Vail Daily column: ‘Passionate intensity’ has consequences
February 16, 2017
"Turning and turning in the widening gyre
The falcon cannot hear the falconer;
Things fall apart; the centre cannot hold;
Mere anarchy is loosed upon the world,
The blood-dimmed tide is loosed, and everywhere
The ceremony of innocence is drowned;
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The best lack all conviction, while the worst
Are full of passionate intensity."
— William Butler Yeats, "The Second Coming"
Given that things are not quite as dire some claim, it may be a bit premature to be dropping Yeats quotes in columns about the Trump administration. President Donald Trump is not the "rough beast slouching toward Bethlehem" — or toward Washington, D.C.
But because people make fools of themselves comparing the 2016 election to Pearl Harbor and other calamities doesn't mean things are not amiss.
There's been a lot of talk about how Trump is a "disruptor," overturning conventional wisdom, throwing out the playbook, tearing down the establishment, transgressing democratic norms and a dozen other similar cliches. There's little debate about whether or not Trump has done these things, but there's a massive divide out there about whether it's a good thing or a bad thing. That debate itself is part of the problem. It's not either/or but both/and.
Some of the things Trump has done to turn the page on politics-as-usual are probably good, and some are obviously bad. The problem with a bull in a china shop is that he doesn't discriminate between the lousy dishware and the good stuff. More importantly, what distinguishes the lousy from the luxury is in the eye of the beholder.
Consider the current "war" between the intelligence community and the Trump White House. High-ranking officials somewhere inside the "deep state" have broken the rules to embarrass the Trump administration. Their campaign of extraordinary leaks paid off. They collected the scalp of retired Lt. Gen. Michael Flynn, who lasted as Trump's national security adviser for about three weeks.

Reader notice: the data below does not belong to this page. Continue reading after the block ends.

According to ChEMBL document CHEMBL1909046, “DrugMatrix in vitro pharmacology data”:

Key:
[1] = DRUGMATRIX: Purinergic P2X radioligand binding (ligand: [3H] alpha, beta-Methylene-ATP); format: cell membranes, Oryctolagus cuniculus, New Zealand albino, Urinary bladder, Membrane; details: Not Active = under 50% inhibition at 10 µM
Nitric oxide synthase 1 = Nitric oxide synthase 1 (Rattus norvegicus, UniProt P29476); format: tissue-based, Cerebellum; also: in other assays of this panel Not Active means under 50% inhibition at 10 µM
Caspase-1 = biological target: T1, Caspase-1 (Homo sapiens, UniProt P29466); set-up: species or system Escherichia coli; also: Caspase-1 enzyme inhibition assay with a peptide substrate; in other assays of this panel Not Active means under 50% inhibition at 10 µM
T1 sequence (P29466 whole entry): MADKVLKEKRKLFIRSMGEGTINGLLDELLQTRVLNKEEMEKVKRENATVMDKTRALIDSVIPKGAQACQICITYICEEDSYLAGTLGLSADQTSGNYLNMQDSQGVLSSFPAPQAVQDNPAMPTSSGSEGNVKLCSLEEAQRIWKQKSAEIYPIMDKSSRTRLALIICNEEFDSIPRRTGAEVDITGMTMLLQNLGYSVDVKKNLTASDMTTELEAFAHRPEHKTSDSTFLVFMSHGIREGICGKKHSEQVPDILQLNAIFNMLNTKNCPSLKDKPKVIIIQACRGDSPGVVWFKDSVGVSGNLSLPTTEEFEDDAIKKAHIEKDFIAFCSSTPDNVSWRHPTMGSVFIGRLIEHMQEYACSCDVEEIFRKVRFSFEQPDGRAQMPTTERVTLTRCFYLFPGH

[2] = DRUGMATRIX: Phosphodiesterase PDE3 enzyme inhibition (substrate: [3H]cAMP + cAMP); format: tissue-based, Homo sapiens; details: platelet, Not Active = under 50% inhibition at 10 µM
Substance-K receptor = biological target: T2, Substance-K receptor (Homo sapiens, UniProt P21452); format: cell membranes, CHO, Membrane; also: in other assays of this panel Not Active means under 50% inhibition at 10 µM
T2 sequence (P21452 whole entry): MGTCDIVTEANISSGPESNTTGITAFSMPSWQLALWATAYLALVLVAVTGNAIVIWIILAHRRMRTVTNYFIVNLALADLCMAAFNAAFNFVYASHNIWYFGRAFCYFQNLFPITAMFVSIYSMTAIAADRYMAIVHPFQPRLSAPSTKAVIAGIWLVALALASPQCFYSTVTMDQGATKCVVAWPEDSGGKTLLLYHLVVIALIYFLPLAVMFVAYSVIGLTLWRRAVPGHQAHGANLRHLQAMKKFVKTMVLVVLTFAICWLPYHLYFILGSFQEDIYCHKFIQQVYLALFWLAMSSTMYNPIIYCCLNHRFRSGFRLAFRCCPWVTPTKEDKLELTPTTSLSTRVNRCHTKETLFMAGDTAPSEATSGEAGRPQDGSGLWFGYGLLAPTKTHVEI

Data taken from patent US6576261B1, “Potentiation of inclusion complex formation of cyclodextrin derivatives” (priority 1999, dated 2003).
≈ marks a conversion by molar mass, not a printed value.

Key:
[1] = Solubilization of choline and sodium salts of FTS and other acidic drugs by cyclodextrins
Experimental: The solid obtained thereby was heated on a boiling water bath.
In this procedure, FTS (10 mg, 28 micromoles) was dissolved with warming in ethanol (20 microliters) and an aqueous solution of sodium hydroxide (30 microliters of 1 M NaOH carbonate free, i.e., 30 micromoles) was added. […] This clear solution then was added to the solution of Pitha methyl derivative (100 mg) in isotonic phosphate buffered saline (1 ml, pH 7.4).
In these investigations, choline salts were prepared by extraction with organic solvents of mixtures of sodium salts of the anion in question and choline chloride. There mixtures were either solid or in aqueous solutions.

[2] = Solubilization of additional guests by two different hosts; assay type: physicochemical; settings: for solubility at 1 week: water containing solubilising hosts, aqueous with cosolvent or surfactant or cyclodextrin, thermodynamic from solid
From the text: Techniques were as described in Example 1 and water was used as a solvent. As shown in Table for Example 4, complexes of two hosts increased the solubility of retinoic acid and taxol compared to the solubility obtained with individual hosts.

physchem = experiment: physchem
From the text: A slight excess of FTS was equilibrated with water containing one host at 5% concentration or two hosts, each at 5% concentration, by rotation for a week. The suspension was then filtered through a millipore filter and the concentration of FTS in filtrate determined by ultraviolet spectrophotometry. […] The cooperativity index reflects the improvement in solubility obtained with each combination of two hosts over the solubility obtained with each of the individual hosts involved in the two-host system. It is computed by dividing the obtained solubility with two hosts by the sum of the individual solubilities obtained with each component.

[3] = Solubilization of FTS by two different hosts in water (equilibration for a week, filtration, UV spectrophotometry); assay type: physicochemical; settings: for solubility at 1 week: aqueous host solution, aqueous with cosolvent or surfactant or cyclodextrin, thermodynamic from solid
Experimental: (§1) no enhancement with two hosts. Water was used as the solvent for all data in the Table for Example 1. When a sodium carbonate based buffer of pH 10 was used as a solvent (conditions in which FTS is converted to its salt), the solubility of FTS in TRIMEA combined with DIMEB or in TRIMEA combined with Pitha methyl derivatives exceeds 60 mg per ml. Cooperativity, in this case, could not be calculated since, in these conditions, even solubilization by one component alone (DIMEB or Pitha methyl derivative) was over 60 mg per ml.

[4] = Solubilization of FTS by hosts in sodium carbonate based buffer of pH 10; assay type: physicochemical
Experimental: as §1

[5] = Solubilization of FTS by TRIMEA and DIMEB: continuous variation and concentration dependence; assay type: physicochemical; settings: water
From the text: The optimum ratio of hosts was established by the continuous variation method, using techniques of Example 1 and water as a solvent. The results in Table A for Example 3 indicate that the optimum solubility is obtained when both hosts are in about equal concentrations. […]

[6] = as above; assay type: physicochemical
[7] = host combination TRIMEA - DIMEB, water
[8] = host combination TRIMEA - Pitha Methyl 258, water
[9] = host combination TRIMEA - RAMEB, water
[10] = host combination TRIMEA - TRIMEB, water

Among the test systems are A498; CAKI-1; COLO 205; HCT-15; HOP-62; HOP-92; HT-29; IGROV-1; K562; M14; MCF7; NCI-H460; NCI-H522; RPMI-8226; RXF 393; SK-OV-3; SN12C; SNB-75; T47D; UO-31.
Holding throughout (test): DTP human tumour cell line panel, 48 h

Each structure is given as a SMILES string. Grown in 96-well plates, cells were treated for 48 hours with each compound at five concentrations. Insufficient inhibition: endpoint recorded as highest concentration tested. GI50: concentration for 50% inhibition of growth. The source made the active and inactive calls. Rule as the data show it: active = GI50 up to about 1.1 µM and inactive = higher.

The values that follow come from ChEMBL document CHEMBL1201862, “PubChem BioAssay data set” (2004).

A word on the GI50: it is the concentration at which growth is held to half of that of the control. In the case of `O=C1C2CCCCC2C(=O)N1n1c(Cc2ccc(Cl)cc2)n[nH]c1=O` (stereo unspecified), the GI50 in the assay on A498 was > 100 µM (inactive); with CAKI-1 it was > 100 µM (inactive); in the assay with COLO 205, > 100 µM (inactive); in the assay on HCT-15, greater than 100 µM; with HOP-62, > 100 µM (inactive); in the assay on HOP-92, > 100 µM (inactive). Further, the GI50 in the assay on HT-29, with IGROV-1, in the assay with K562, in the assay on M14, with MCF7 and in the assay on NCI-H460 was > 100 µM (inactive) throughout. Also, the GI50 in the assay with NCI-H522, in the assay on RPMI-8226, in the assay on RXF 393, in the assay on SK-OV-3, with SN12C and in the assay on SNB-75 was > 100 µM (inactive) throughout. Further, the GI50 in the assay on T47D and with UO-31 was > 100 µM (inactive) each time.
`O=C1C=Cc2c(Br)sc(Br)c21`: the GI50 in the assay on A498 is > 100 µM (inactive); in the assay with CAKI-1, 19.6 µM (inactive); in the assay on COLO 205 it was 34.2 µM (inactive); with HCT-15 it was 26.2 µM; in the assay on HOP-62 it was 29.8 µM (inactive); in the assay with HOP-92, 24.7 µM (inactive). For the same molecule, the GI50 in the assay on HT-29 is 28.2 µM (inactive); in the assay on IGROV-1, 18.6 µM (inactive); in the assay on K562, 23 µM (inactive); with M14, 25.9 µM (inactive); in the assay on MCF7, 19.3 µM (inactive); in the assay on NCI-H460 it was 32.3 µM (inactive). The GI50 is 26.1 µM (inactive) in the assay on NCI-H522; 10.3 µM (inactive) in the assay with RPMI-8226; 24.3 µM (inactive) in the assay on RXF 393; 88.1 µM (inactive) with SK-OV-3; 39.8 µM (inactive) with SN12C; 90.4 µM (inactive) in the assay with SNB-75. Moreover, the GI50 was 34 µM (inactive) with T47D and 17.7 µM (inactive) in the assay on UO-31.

It remains unclear whether Flynn is a victim of an unfair smear, a bureaucratic bumbler who invited trouble or some kind of nefarious collaborator with the Russians.
Flynn's defenders, starting with the president himself, insist the leaks are the real scandal — and that Flynn was unfairly done in by "fake news." This raises the question of why the president fired a trusted aide for a bogus accusation.
But the dynamic that concerns me is how a climate of "mere anarchy" has been loosed upon Washington. Trump spent much of the campaign touting, celebrating and promoting WikiLeaks as a "treasure trove." "I love WikiLeaks!" Trump told a crowd that was chanting "Lock her up!"
He's changed his tune of late, railing on Twitter against "the low-life leakers!" and insisting that stories based on leaks are outrageous and fraudulent: "fake news media, which makes up stories and 'sources,' is far more effective than the discredited Democrats — but they are fading fast!"
Now, there's certainly an important difference between government officials releasing top-secret information to settle political scores and a foreign government aiding in the hacking of the Democratic National Committee. But in the environment we're in now, such distinctions seem more like niceties or talking points for professional spinners.
And that's because in a world where one side sees inconvenient rules as illegitimate, it's only natural that the other side will see rules that inconvenience them as illegitimate, too.
This applies not just to laws or democratic norms, but to simple good manners. Trump and his biggest supporters saw nothing wrong with insinuating that Sen. Ted Cruz's father was an accomplice to JFK's murder. They shrugged at his insults of his political opponents and even their wives. He and they reject any suggestion that he should apologize for such statements. But the merest slight against Trump or his family is an outrage.
This is how the center does not hold. Democracies — never mind civilizations — depend on a minimal amount of buy-in to rules of conduct and behavior. It's no different than good sportsmanship. If you claim that every bad call by the referee is illegitimate because "the fix is in," and this behavior pays off, then the incentive for the other side to play by the rules evaporates.
Trump didn't create the crisis of confidence in the rules, but his passionate intensity has accelerated the collapse.
Jonah Goldberg is a fellow at the American Enterprise Institute and a senior editor of National Review. You can write to him in care of this newspaper or by email at firstname.lastname@example.org, or via Twitter @JonahNRO.
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